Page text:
[ISEHAN HONTEN] Co-starring Komachi Beni and Kutani Ware. An exhibition of works featuring beautiful traditional craftworks.
Komachi Beni, a traditional lipstick derived from the rare safflower, was an object of admiration amongst chic Edo women.
Founded in Kobunacho, Nihonbashi in Bunsei 8, “Isehan Honten” is the only remaining “beni shop” from the Edo period, and continues to preserve the “beni” tradition as it was made in the old days.
Komachi Beni, which is made by a process handed down orally and finished with great care, has an iridescent shimmer, and when dissolved in water with a brush, it instantly reveals its vivid red hues. Quite how it is so iridescent remains a mystery to this day, nearly 200 years after its establishment. In the “Beni Museum,” visitors can experience the wonder and brilliance of beni, and learn about the techniques involved in making beni that have been handed down since the company’s establishment, as well as the history of cosmetics and cultural changes in the industry.
The Isehan head office not only passes on the history of beni to future generations, but is also committed to activities that convey the traditional techniques of various regions of Japan. The “Handicraft Gallery” in the Beni Museum is one such activity. The museum holds special exhibitions from time to time to introduce activities to preserve traditional techniques for the future and efforts to restore traditional techniques that no longer exist, along with their works of art, with a focus on traditional Japanese crafts.
(Clockwise from front: Komachi Beni, Hana-gasumi (purple), Komachi Beni, Haku-kacho, Komachi Beni, Hana-gasumi (blue)
The current exhibition, “5 colors – Beautiful Kutaniyaki Potters” introduces up-and-coming artists who have taken on the challenge of exploring new expressions while preserving the traditions of kutaniyaki, the traditional colored porcelain of which Ishikawa Prefecture is proud. The works on display and for sale are highly individual, reflecting the sensibility of each artist, while based on the traditional five colors (green, yellow, purple, navy blue, and red) and traditional techniques.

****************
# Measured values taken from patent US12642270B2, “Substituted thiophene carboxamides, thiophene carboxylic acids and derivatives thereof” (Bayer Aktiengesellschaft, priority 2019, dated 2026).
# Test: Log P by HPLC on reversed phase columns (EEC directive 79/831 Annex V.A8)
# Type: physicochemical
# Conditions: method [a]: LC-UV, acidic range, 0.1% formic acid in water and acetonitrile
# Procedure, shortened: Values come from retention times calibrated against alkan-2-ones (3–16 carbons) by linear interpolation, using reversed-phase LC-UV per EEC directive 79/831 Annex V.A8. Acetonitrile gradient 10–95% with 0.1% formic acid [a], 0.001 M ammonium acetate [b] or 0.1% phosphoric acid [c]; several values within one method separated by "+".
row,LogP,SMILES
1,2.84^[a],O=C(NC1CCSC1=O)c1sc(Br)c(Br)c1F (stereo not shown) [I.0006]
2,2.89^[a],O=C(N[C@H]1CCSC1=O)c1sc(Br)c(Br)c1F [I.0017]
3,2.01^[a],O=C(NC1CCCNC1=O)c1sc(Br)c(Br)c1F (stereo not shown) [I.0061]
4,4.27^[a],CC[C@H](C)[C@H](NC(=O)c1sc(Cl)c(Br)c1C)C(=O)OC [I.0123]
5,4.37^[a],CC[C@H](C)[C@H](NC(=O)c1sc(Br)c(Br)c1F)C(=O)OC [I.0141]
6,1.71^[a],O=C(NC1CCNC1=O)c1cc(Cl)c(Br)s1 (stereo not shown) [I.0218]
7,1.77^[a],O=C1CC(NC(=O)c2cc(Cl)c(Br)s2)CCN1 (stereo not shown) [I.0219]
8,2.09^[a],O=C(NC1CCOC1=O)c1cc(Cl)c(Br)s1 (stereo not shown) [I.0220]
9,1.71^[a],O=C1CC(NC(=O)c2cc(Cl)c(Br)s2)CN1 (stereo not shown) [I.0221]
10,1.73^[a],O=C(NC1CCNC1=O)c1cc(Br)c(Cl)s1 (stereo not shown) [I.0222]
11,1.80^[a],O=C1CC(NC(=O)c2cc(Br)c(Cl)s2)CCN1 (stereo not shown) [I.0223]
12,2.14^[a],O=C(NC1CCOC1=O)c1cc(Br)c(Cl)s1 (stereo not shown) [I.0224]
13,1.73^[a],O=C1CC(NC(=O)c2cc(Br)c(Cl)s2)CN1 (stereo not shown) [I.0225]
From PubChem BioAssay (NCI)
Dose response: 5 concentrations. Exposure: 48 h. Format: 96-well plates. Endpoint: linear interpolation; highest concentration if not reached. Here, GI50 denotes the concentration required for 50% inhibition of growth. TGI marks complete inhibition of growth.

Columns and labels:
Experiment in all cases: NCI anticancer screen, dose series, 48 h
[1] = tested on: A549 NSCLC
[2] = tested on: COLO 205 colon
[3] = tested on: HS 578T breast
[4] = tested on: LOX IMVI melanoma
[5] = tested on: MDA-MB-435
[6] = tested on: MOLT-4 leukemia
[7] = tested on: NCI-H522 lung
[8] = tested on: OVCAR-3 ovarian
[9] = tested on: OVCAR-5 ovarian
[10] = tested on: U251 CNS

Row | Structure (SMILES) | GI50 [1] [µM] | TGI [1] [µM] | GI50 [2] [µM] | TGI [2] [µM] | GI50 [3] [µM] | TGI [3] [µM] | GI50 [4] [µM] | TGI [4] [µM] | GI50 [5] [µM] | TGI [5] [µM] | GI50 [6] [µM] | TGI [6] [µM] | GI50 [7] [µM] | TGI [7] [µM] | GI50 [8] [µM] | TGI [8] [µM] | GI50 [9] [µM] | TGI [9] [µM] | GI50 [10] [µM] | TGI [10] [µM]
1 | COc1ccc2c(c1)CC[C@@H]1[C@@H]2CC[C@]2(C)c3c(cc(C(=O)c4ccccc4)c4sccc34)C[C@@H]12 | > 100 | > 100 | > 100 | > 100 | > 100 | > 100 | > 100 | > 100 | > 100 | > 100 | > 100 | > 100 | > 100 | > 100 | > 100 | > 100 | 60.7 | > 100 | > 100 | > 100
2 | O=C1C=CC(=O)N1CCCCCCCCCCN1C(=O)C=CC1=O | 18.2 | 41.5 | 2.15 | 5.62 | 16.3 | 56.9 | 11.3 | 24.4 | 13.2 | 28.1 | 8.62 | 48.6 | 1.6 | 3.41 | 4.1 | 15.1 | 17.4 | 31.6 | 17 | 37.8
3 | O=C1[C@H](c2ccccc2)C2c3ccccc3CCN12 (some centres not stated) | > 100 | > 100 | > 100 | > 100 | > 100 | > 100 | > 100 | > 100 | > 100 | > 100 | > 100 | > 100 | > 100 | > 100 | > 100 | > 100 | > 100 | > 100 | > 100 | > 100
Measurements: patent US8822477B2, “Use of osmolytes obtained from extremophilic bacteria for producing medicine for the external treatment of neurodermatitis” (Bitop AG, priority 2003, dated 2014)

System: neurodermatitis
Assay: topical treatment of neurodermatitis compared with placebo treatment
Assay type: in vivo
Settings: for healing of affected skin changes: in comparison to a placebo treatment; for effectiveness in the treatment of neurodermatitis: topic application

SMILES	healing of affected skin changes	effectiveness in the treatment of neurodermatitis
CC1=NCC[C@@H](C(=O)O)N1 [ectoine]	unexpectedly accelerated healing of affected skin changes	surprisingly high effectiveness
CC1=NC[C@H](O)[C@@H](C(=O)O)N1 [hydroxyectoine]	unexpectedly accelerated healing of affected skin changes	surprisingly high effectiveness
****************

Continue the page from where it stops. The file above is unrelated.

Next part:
In conjunction with this special exhibition, Komachi Beni vessels, created in collaboration between the ISEHAN main shop and various artists, are also on sale. Some depict a graphical pattern of butterflies and flowers on a transparent white porcelain base, some a deep blue world, while others feature several kinds of gold-trimmed flowers aloft in the air. Each of these “one-of-a-kind” pieces, which reflect the artist’s thoughts and creative techniques, are specially coated with iridescent Komachi Beni (red).
Kutani ware is quintessential Japanese porcelain, and the same production method for Komachi Beni has been handed down since the Edo period. Through these masterpieces, which remain beloved to this day thanks to the strong will and fastidious workmanship of these artists and craftsmen, you will be able to experience firsthand the depth and potential of traditional Japanese craftsmanship.
Dates: September 5 (Tuesday) – October 14 (Saturday), 2023
First period: September 5 (Tue) – September 23 (Sat) Nishino Mika, Hayasuke Chiharu
Second period: September 26 (Tue) – October 14 (Sat) Aikawa Shiho, Kawada Satomi, Seki Azusa
Hours: 10:00-17:00 (last admission: 30 minutes before closing)
Closed: Sundays and Mondays
Talks and hands-on painting classes are also held.
Only a few seats remain.
For more information, please clickhere.